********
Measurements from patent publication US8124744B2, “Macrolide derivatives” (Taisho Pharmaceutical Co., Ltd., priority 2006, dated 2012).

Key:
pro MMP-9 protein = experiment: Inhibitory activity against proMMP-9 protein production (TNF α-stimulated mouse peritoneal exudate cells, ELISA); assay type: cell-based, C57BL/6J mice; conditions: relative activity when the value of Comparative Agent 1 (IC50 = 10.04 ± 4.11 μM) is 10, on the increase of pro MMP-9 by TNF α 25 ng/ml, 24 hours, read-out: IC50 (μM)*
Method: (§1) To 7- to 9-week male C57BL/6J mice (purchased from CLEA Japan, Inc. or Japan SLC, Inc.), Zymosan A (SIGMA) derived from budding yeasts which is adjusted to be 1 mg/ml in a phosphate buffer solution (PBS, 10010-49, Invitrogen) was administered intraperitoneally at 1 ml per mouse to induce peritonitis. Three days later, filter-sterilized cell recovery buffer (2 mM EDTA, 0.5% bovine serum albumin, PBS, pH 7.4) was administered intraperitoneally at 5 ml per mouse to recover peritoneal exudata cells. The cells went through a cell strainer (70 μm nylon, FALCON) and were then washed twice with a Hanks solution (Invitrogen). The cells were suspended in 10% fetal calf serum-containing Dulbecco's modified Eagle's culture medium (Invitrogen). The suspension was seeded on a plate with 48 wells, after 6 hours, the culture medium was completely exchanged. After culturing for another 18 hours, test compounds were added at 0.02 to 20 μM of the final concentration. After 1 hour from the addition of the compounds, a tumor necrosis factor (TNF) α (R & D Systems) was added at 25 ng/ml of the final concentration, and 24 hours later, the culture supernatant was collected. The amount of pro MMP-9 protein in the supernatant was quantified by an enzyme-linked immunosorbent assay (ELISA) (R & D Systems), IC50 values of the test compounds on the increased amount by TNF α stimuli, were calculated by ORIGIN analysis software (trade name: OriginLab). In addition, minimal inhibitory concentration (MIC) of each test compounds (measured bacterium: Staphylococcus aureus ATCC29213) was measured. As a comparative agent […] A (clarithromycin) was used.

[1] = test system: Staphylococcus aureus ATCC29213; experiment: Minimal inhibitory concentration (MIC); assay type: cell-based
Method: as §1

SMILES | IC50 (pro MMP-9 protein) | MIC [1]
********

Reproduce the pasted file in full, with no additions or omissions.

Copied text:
Measurements from patent publication US8124744B2, “Macrolide derivatives” (Taisho Pharmaceutical Co., Ltd., priority 2006, dated 2012).

Key:
pro MMP-9 protein = experiment: Inhibitory activity against proMMP-9 protein production (TNF α-stimulated mouse peritoneal exudate cells, ELISA); assay type: cell-based, C57BL/6J mice; conditions: relative activity when the value of Comparative Agent 1 (IC50 = 10.04 ± 4.11 μM) is 10, on the increase of pro MMP-9 by TNF α 25 ng/ml, 24 hours, read-out: IC50 (μM)*
Method: (§1) To 7- to 9-week male C57BL/6J mice (purchased from CLEA Japan, Inc. or Japan SLC, Inc.), Zymosan A (SIGMA) derived from budding yeasts which is adjusted to be 1 mg/ml in a phosphate buffer solution (PBS, 10010-49, Invitrogen) was administered intraperitoneally at 1 ml per mouse to induce peritonitis. Three days later, filter-sterilized cell recovery buffer (2 mM EDTA, 0.5% bovine serum albumin, PBS, pH 7.4) was administered intraperitoneally at 5 ml per mouse to recover peritoneal exudata cells. The cells went through a cell strainer (70 μm nylon, FALCON) and were then washed twice with a Hanks solution (Invitrogen). The cells were suspended in 10% fetal calf serum-containing Dulbecco's modified Eagle's culture medium (Invitrogen). The suspension was seeded on a plate with 48 wells, after 6 hours, the culture medium was completely exchanged. After culturing for another 18 hours, test compounds were added at 0.02 to 20 μM of the final concentration. After 1 hour from the addition of the compounds, a tumor necrosis factor (TNF) α (R & D Systems) was added at 25 ng/ml of the final concentration, and 24 hours later, the culture supernatant was collected. The amount of pro MMP-9 protein in the supernatant was quantified by an enzyme-linked immunosorbent assay (ELISA) (R & D Systems), IC50 values of the test compounds on the increased amount by TNF α stimuli, were calculated by ORIGIN analysis software (trade name: OriginLab). In addition, minimal inhibitory concentration (MIC) of each test compounds (measured bacterium: Staphylococcus aureus ATCC29213) was measured. As a comparative agent […] A (clarithromycin) was used.

[1] = test system: Staphylococcus aureus ATCC29213; experiment: Minimal inhibitory concentration (MIC); assay type: cell-based
Method: as §1

SMILES | IC50 (pro MMP-9 protein) | MIC [1]